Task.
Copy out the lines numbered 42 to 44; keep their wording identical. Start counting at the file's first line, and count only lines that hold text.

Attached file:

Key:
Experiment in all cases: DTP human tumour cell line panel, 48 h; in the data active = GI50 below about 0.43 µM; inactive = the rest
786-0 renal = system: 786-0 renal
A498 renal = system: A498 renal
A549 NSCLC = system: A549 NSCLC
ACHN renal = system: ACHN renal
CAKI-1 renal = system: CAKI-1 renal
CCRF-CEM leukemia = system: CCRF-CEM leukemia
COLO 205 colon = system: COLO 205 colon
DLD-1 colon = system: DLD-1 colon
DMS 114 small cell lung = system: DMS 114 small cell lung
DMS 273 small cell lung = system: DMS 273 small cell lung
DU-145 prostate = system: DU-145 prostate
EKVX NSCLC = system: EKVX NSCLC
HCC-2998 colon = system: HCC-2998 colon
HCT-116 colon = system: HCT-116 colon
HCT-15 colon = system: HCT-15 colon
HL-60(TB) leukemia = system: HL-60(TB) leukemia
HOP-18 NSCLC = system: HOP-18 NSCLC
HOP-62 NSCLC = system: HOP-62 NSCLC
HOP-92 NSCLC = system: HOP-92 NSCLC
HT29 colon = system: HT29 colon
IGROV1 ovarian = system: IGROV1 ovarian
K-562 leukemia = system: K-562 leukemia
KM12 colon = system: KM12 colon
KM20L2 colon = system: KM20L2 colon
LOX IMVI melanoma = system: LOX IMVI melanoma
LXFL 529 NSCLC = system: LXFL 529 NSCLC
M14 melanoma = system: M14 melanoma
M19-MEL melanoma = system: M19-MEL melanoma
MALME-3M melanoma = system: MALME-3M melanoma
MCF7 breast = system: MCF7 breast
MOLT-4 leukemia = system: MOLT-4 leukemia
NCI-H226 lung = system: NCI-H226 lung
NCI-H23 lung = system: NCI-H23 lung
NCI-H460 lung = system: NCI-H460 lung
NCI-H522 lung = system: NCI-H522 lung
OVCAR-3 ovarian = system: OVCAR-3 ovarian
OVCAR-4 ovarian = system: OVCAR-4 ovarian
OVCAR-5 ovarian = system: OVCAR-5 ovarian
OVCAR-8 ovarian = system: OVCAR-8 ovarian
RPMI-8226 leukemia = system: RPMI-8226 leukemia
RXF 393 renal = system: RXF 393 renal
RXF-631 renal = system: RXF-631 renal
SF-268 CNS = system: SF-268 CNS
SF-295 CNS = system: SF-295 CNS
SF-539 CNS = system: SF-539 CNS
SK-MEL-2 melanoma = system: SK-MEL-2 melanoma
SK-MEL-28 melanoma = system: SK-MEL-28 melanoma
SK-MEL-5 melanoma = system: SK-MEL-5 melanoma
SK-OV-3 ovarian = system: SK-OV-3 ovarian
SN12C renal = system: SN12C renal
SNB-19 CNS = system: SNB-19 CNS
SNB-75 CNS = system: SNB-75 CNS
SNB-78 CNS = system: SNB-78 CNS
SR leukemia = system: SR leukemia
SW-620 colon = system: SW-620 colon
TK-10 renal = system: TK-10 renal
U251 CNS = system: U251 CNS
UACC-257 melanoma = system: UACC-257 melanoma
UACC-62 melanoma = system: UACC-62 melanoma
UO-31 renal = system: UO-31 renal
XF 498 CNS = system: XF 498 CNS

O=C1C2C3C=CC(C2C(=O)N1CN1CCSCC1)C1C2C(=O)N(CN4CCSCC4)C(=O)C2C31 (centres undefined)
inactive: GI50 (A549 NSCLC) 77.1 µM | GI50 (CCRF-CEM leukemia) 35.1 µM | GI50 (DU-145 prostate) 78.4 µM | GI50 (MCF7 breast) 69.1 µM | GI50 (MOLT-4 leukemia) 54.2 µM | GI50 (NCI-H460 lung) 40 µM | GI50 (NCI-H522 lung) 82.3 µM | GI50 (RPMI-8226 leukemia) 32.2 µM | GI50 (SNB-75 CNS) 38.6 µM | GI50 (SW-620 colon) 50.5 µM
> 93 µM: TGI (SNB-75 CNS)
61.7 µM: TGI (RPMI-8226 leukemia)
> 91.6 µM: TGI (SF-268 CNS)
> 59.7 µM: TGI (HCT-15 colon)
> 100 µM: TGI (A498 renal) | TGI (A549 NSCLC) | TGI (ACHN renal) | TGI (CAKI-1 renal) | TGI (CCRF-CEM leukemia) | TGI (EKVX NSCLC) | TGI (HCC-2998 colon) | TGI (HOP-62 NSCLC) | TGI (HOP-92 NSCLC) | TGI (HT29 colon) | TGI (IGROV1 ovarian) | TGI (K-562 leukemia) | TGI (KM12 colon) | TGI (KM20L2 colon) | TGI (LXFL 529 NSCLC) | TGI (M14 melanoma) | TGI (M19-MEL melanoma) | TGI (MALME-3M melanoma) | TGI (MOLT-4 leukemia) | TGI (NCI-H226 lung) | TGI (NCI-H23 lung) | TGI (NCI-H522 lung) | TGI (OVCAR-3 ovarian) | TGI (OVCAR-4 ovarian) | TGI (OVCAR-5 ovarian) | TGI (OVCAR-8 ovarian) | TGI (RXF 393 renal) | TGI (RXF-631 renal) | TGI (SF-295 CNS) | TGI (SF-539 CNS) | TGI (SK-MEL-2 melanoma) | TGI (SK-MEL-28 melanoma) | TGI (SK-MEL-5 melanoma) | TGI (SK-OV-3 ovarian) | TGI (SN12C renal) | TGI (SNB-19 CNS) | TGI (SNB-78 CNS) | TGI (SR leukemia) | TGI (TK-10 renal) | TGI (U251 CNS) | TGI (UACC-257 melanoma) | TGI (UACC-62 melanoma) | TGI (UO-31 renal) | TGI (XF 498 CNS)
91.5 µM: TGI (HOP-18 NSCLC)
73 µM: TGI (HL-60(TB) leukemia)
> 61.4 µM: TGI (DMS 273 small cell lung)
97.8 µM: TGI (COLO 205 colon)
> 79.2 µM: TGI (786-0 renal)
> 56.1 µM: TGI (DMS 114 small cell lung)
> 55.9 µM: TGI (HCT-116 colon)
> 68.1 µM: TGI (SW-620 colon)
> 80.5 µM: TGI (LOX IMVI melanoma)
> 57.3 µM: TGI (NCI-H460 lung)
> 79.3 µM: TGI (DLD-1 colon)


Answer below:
RPMI-8226 leukemia = system: RPMI-8226 leukemia
RXF 393 renal = system: RXF 393 renal
RXF-631 renal = system: RXF-631 renal